TINY LITTLE HOUSES
Having spent the last three years winning hearts and minds around Australia thanks to a succession of finely-crafted indie pop gems including ‘Milo Tin’, ‘Song Despite Apathy’ ‘Easy’ and ‘Soon We Won’t Exist’, Melbourne’s Tiny Little Houses are set to release their debut album, Idiot Proverbs, on Ivy League Records on Friday 12 January, 2018.
The follow-up to the four-piece’s first two EPs – You Tore Out My Heart (2015) and Snow Globe (2016) – Idiot Proverbs finds Tiny Little Houses growing up and getting more confident with where they can push their sound.
“This record is far rockier then our previous musical endeavours,” Tiny Little Houses founder and singer/guitarist Caleb Karvountzis says.
“It’s a bit of a jump for us but we’re more comfortable in our skins than in prior recordings. There are some dumb, lighter songs on this record and some of our most emotional and heavy attempts.”
As well as being the band’s most raucous collection of tunes so far, the album also highlights the discernible progress of Karvountzis as a songwriter. Idiot Proverbs presents wry reflections on growing up, finding your place amongst the chaos and falling short of your own (and others’) expectations.
He says, “I think the tracks as a whole are more self-aware. There is more humour and reflection in the songs.”
“Mostly everything I write is based on personal experience, it’s usually more dramatic when it comes out in song but the catalysts of our music are lived experiences.”
Idiot Proverbs has already gifted the world a slacker anthem in the form of first single ‘Garbage Bin’. On some of the other stand-out tracks on the album, Karvountzis goes deep on suburban angst and awkwardness.
The ferocious, thumping ‘Entitled Generation’ finds him questioning some of the shortcomings of his peer group: “I think we have less resilience than our ancestors. We were raised this way. Who’s to blame? I don’t know, probably everyone. The song doesn’t answer any problems but maybe there aren’t any answers in this system.”
Inspiration for the chorus of the agitated introvert hymn ‘Short Hair’ came from an unlikely source: “The chorus popped out of nowhere when I remembered my girlfriend’s uncle told me this story about a guy he knew who was a little uptight. They used to tease him and say that he liked to ‘let his short hair down’. I thought that was such a funny image and I had told him I’d work it into a song one day. That line worked so well in the chorus that I finished the rest of the song in minutes. Ultimately, it’s about feeling uncomfortable at a party. I wasn’t a very cool kid growing up.”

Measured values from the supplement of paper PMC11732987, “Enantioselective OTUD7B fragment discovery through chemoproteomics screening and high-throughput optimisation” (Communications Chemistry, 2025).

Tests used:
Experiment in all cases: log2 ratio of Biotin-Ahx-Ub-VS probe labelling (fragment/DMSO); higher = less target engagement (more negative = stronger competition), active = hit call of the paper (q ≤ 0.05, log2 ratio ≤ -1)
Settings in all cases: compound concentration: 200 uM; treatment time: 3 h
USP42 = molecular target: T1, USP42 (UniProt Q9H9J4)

Absconding to Kinglake in the Victorian countryside in winter 2017, the band rented an Airbnb that – with the help of producer Steven Schram – they turned into a makeshift studio.
Karvountzis says that getting out of town to put the album together meant they could create a comfortable and homely environment in which to work.
“Being in a place like that means you don’t feel pressure like you do in a studio because you’re not as worried about wasting time, which would generally equal wasting money. It also meant we could stay up late or start as early as we wanted in the studio. Al (Yamin, bass) and I stayed up to three in the morning recording vocals for tracks some nights. It’s very valuable to have the flexibility to keep going if you’re in the zone.”
The album finds the Tiny Little Houses continuing their relationship with producer Schram (also known for his work with Paul Kelly, San Cisco and Loon Lake among many others) who was also behind the controls for most of the band’s previous efforts.
Karvountzis says that Schram’s contributions to the album sessions were invaluable in a number of ways.
“He really has an ear for songwriting and knows when something’s missing or when something needs to be ruthlessly cut. We all have input in the band so it’s nice to have another party who we trust who can steer a tune back on course if we get side-tracked. He’s also got a really good balance between pop sensibility and leaving imperfection in our music.”
With most of Tiny Little Houses’ immediate future devoted to taking Idiot Proverbs’ songs out to the people – starting with a national tour supporting labelmates Cloud Control during September/October – Karvountzis is happy to take some time before thinking about the next batch of tunes.
“I’m always thinking about new songs but to be honest I’m very content with life at the moment. This record feels like a huge weight off my shoulders as I’ve got the songs I’ve been carrying around for years out of my head.”
“I’m far away from the solo project that Tiny Little Houses began as but I’m so happy that, as a band, we’ve been able to push my songwriting to places that I never would have thought were achievable when I started.”